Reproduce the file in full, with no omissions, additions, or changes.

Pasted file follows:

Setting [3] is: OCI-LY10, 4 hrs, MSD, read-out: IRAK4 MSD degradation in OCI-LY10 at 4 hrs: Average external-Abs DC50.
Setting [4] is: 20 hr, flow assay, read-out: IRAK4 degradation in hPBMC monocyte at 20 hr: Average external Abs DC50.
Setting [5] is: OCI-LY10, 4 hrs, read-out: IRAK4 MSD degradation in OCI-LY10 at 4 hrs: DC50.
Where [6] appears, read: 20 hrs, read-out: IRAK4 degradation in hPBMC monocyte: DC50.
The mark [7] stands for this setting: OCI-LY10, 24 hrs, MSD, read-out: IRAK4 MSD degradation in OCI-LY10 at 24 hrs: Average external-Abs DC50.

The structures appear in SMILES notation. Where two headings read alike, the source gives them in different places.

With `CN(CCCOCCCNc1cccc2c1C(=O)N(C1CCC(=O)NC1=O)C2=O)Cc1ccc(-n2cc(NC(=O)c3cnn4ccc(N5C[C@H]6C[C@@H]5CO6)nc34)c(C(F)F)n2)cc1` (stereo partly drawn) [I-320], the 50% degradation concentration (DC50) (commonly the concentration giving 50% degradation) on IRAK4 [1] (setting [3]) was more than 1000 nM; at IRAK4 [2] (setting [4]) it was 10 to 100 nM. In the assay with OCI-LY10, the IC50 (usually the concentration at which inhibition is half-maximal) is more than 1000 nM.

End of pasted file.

Setting [3] is: OCI-LY10, 4 hrs, MSD, read-out: IRAK4 MSD degradation in OCI-LY10 at 4 hrs: Average external-Abs DC50.
Setting [4] is: 20 hr, flow assay, read-out: IRAK4 degradation in hPBMC monocyte at 20 hr: Average external Abs DC50.
Setting [5] is: OCI-LY10, 4 hrs, read-out: IRAK4 MSD degradation in OCI-LY10 at 4 hrs: DC50.
Where [6] appears, read: 20 hrs, read-out: IRAK4 degradation in hPBMC monocyte: DC50.
The mark [7] stands for this setting: OCI-LY10, 24 hrs, MSD, read-out: IRAK4 MSD degradation in OCI-LY10 at 24 hrs: Average external-Abs DC50.

The structures appear in SMILES notation. Where two headings read alike, the source gives them in different places.

With `CN(CCCOCCCNc1cccc2c1C(=O)N(C1CCC(=O)NC1=O)C2=O)Cc1ccc(-n2cc(NC(=O)c3cnn4ccc(N5C[C@H]6C[C@@H]5CO6)nc34)c(C(F)F)n2)cc1` (stereo partly drawn) [I-320], the 50% degradation concentration (DC50) (commonly the concentration giving 50% degradation) on IRAK4 [1] (setting [3]) was more than 1000 nM; at IRAK4 [2] (setting [4]) it was 10 to 100 nM. In the assay with OCI-LY10, the IC50 (usually the concentration at which inhibition is half-maximal) is more than 1000 nM.